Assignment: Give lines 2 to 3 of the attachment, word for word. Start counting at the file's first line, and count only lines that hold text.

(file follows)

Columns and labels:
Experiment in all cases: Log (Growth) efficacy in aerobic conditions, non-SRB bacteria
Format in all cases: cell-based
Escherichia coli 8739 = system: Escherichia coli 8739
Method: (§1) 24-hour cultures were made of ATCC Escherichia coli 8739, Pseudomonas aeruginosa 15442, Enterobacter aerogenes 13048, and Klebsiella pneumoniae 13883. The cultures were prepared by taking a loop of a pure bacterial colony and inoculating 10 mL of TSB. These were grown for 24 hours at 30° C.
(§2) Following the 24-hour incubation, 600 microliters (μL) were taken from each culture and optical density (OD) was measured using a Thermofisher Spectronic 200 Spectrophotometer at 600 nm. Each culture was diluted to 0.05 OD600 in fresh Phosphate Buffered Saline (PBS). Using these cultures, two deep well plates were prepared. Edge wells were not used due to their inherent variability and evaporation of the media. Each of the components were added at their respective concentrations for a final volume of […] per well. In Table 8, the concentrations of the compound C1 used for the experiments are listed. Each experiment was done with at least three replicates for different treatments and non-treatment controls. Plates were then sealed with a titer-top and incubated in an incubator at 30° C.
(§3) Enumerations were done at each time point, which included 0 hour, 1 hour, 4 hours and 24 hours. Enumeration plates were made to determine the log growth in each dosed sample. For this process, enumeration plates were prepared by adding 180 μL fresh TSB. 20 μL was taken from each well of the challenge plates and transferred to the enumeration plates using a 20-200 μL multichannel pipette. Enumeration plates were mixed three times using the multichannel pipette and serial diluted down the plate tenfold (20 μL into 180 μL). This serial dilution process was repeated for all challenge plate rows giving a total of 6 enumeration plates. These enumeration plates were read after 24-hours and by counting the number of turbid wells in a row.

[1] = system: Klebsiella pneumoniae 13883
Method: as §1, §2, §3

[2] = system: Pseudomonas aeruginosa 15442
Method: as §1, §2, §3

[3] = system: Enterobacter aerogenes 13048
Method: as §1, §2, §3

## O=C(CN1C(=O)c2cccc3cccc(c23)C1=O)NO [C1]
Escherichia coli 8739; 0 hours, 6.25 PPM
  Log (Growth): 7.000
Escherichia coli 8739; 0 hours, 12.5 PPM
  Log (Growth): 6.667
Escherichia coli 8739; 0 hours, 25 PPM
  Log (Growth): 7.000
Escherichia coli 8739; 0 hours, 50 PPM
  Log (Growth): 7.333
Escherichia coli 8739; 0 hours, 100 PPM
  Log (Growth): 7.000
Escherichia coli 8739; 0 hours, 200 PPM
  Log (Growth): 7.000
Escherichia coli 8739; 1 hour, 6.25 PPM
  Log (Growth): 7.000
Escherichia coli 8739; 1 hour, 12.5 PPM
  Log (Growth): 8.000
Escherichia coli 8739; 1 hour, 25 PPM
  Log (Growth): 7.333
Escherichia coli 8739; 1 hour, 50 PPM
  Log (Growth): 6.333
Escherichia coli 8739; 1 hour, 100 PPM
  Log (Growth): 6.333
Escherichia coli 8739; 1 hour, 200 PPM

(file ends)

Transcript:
Experiment in all cases: Log (Growth) efficacy in aerobic conditions, non-SRB bacteria
Format in all cases: cell-based